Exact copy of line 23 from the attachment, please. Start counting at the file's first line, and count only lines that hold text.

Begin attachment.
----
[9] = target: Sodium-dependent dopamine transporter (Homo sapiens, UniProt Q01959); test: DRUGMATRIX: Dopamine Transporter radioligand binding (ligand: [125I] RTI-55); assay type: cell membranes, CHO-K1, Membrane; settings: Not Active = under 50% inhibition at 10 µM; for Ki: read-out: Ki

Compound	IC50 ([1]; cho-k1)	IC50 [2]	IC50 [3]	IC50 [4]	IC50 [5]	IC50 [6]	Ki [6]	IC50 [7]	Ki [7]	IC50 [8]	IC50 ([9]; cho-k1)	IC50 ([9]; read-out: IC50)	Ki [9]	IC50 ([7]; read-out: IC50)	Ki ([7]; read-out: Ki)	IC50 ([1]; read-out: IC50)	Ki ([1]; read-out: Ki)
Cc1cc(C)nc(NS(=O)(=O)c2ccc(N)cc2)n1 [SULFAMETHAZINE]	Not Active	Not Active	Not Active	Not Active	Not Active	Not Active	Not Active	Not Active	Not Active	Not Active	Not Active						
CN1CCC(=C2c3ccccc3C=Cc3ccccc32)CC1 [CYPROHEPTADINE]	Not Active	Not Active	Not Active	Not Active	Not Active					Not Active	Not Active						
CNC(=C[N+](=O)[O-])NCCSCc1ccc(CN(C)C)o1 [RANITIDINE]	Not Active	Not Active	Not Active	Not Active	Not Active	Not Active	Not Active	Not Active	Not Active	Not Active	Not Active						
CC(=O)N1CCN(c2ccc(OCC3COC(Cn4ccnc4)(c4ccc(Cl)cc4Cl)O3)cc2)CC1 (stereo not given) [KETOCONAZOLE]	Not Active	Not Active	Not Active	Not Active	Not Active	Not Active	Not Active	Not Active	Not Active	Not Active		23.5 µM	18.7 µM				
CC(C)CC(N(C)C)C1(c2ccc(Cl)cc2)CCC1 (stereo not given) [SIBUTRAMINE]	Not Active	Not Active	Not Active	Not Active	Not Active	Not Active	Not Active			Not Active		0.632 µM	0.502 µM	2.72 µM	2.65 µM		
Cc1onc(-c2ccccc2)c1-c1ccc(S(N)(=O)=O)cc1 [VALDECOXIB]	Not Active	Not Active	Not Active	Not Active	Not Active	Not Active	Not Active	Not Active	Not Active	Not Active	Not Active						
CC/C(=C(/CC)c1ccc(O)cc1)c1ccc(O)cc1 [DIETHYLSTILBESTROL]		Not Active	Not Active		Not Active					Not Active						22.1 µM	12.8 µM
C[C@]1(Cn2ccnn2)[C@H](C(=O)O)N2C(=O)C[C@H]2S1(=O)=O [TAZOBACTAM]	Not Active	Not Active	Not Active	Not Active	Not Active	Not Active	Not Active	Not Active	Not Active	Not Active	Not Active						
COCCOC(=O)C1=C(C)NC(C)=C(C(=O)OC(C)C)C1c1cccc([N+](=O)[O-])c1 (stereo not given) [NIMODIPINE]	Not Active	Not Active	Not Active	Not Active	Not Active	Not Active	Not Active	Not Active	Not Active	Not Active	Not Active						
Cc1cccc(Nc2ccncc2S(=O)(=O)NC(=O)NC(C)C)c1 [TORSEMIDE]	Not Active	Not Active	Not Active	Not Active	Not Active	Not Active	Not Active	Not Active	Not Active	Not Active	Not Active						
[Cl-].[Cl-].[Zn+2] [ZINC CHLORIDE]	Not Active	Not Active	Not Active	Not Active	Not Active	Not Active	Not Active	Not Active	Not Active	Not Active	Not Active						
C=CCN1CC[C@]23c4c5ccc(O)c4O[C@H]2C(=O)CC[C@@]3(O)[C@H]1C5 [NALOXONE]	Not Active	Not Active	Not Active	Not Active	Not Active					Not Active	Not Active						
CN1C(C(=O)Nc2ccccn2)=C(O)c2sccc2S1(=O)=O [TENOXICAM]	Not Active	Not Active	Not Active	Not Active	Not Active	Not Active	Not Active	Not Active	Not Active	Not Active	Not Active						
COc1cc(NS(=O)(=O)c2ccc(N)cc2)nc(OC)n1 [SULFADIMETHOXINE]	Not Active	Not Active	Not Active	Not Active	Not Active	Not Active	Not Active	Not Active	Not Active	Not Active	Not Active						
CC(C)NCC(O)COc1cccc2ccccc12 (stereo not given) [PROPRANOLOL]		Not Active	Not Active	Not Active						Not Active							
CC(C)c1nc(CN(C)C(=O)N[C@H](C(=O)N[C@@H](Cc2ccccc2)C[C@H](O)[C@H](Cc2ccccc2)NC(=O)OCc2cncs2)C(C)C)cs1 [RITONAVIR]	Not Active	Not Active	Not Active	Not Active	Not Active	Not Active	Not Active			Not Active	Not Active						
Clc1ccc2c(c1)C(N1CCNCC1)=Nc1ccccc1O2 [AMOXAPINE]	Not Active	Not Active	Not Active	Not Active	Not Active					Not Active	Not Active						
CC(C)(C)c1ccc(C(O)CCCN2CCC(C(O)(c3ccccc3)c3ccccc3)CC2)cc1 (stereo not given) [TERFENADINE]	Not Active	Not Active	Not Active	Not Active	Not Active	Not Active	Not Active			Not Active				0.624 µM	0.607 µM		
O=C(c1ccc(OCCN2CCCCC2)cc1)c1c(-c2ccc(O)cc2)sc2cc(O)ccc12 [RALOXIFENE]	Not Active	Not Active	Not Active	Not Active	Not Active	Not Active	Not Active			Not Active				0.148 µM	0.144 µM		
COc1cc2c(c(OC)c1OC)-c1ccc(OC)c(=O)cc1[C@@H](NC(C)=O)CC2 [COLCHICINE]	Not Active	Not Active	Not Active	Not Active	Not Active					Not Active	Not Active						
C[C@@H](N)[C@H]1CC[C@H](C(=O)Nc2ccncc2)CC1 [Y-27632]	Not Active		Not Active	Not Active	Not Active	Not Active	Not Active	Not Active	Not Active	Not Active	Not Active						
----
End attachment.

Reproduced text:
C[C@@H](N)[C@H]1CC[C@H](C(=O)Nc2ccncc2)CC1 [Y-27632]	Not Active		Not Active	Not Active	Not Active	Not Active	Not Active	Not Active	Not Active	Not Active	Not Active						